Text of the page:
Christian Music - Reviews, News, Interviews


  • Published May 10, 1999
"There were nights I remember people grabbing at my legs while I'm out front playing a solo or something, screaming and all kinds of other things happening. I remember nights just looking up, going 'God, I'm sorry. This is just silly.'"
--Lincoln Brewster

by Mike Nappa for the Music Channel at

Music is a mysterious thing, and the people who create music are possibly even more of a mystery. How do these folks "hear" new melodies? Create new songs?

For some, inspiration can come from hearing a powerful sermon. Others fuse lyrics and rhythm together after enduring a tragedy, or enjoying success, or simply to combat the inevitable boredom brought on by a musician's life on the road. For youth-oriented worship leader {{Lincoln Brewster}}, however, the motivation to write sometimes comes spur-of-the-moment. Say, while he's performing the song itself!

At least that's the way it happened with one song from Lincoln's self-titled debut album. For the hyperactive, neo-punk praise-fest, "Spin," it all started at a 1997 concert. "I was playing with {{Danny Chambers}} at a church [in Indiana]," he says. "I guess Danny had talked to the pastor and they decided to have me get up and do five or six songs beforehand."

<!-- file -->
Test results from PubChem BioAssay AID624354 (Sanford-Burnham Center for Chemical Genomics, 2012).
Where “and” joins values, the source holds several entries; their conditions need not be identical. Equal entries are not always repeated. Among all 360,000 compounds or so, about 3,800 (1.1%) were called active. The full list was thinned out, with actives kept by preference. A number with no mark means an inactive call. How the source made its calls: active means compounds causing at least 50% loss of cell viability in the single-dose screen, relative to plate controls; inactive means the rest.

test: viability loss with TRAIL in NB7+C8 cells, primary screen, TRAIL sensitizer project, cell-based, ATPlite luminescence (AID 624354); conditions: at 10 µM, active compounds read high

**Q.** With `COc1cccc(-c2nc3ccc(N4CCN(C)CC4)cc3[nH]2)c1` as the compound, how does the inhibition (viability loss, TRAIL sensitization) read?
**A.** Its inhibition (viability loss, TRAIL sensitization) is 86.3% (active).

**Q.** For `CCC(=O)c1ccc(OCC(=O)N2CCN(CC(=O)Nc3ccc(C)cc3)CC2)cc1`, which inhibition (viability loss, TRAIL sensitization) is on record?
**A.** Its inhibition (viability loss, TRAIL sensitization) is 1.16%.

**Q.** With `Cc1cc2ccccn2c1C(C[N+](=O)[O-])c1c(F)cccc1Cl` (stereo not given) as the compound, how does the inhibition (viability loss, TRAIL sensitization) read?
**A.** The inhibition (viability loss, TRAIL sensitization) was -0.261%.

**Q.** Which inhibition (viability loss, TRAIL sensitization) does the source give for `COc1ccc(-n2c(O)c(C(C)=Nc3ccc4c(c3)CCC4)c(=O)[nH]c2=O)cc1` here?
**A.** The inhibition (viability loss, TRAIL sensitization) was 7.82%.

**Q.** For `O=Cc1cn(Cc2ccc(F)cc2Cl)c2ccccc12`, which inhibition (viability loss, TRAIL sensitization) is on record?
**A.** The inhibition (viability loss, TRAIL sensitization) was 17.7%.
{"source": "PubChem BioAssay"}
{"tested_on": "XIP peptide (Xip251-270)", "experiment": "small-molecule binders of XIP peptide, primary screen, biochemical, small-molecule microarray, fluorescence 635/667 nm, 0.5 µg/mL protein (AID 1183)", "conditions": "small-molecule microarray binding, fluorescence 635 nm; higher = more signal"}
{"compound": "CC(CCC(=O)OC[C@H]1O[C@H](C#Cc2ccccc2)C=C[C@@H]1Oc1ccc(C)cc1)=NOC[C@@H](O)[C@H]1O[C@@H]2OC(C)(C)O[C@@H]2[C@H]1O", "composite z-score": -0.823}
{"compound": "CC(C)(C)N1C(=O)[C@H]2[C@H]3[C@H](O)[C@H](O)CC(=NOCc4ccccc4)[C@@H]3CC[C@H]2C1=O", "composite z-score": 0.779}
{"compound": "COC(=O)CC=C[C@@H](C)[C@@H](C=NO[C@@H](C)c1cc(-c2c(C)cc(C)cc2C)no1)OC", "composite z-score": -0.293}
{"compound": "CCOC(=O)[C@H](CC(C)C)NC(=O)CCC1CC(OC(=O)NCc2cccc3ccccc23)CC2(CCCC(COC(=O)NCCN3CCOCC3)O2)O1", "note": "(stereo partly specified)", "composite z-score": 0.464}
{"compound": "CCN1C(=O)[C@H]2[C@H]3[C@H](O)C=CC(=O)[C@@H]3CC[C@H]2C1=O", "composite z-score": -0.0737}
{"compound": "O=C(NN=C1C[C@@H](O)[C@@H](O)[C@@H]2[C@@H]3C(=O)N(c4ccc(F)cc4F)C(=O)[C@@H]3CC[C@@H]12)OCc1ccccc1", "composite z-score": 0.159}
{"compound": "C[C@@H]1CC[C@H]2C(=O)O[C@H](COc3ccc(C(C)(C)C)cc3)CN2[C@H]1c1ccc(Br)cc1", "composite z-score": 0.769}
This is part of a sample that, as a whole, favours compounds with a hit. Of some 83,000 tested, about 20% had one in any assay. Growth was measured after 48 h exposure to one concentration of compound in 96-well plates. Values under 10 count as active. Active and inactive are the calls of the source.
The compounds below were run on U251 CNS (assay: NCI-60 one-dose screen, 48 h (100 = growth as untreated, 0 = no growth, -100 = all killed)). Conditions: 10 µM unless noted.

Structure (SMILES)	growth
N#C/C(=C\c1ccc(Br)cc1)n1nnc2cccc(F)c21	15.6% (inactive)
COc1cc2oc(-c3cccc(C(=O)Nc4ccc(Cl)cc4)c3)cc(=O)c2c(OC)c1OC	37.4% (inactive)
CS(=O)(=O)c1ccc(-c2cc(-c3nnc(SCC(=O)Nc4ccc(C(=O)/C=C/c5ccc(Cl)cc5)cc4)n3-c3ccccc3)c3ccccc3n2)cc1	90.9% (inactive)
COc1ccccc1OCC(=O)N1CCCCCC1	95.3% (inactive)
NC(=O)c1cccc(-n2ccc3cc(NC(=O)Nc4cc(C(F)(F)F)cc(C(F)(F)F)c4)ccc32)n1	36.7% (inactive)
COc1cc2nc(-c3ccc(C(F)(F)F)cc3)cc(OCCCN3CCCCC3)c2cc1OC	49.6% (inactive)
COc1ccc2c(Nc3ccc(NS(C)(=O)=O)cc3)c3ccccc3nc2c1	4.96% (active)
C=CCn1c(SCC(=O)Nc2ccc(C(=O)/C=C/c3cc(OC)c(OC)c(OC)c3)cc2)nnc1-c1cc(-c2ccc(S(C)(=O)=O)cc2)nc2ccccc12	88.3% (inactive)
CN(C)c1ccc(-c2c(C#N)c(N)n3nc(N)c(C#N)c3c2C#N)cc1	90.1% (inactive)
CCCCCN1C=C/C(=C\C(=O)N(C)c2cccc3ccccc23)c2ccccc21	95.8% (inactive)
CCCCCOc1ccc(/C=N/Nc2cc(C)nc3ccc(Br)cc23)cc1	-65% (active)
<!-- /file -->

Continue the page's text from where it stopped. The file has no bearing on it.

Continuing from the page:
Even though he hadn't finished writing "Spin," the ever-adventurous Lincoln decided to include that song as the closing number in his set. "I didn't have lyrics for the song, except for the chorus," he admits now. "So, I kind of had to like make stuff up! But it just flew. It was really cool."

There you have it, music fans. The only motivation Lincoln Brewster needs to write a jamming praise song is a stage, a guitar, and a crowd full of rowdy high school and college students screaming for more. Curious how that first audience took to Lincoln's improvisational skills? "Oh, it was funny," Lincoln laughs. "I mean, they thought it was great. They started following the moves and dancing and going nuts. I thought they were going to do back-flips over the pews!"

The truth is those excited young people aren't the only ones to appreciate the musical talents of Lincoln Brewster. He's been delighting audiences literally his whole life. He was just a diaper-clad one-year-old when he received his first musical gift, a drum set from his grandfather. Lincoln's family didn't think much about it at first, but his mother soon noticed her baby boy was astonishingly good at keeping rhythm on those drums.

The years passed, and before his eighth birthday Lincoln's mother had taught him to play mandolin and guitar, and was filling his life with the influence of other local musicians who helped Lincoln hone his craft. At twelve, the boy started his first band-Lincoln and the Missing Links. His career had begun.

By the time he reached nineteen, Lincoln had what he'd always wanted: A recording contract with a mainstream company, and a budding music career. He was on his wayand yet he felt so empty. In spite of his success, Lincoln knew something was missing.